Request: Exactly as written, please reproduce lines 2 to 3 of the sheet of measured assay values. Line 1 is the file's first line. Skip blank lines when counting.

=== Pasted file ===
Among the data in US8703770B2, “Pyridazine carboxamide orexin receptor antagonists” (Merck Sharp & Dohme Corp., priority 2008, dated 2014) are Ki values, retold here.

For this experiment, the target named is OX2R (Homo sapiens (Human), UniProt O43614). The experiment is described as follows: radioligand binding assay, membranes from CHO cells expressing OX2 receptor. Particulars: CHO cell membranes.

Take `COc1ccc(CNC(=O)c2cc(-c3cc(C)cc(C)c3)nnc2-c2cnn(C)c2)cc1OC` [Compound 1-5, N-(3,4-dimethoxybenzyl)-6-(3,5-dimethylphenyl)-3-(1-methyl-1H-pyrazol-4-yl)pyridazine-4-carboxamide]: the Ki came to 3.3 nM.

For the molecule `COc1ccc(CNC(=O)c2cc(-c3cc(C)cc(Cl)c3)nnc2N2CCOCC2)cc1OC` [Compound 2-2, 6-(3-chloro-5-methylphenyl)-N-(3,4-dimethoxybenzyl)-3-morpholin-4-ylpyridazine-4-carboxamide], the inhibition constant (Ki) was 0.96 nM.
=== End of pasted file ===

For this experiment, the target named is OX2R (Homo sapiens (Human), UniProt O43614). The experiment is described as follows: radioligand binding assay, membranes from CHO cells expressing OX2 receptor. Particulars: CHO cell membranes.

Take `COc1ccc(CNC(=O)c2cc(-c3cc(C)cc(C)c3)nnc2-c2cnn(C)c2)cc1OC` [Compound 1-5, N-(3,4-dimethoxybenzyl)-6-(3,5-dimethylphenyl)-3-(1-methyl-1H-pyrazol-4-yl)pyridazine-4-carboxamide]: the Ki came to 3.3 nM.